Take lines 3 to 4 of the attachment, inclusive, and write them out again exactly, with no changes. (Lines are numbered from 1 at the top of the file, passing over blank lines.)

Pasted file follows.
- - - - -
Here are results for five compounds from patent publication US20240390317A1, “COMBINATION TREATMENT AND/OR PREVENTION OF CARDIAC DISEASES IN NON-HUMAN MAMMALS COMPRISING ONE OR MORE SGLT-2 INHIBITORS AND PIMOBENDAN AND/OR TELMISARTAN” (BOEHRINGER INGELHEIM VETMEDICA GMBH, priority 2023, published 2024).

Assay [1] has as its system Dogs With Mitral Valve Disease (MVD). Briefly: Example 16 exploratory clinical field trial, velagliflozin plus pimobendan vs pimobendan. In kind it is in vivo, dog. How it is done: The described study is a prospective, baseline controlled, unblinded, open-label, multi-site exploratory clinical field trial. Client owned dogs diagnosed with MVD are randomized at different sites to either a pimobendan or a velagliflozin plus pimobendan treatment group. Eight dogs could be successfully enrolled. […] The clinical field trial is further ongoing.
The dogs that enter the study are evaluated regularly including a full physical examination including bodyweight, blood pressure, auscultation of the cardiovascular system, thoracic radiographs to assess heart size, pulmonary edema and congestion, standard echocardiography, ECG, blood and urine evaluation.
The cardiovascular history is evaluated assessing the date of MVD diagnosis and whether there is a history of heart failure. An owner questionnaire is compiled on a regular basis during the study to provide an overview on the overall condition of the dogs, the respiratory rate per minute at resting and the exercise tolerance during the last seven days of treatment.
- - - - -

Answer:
The dogs that enter the study are evaluated regularly including a full physical examination including bodyweight, blood pressure, auscultation of the cardiovascular system, thoracic radiographs to assess heart size, pulmonary edema and congestion, standard echocardiography, ECG, blood and urine evaluation.
The cardiovascular history is evaluated assessing the date of MVD diagnosis and whether there is a history of heart failure. An owner questionnaire is compiled on a regular basis during the study to provide an overview on the overall condition of the dogs, the respiratory rate per minute at resting and the exercise tolerance during the last seven days of treatment.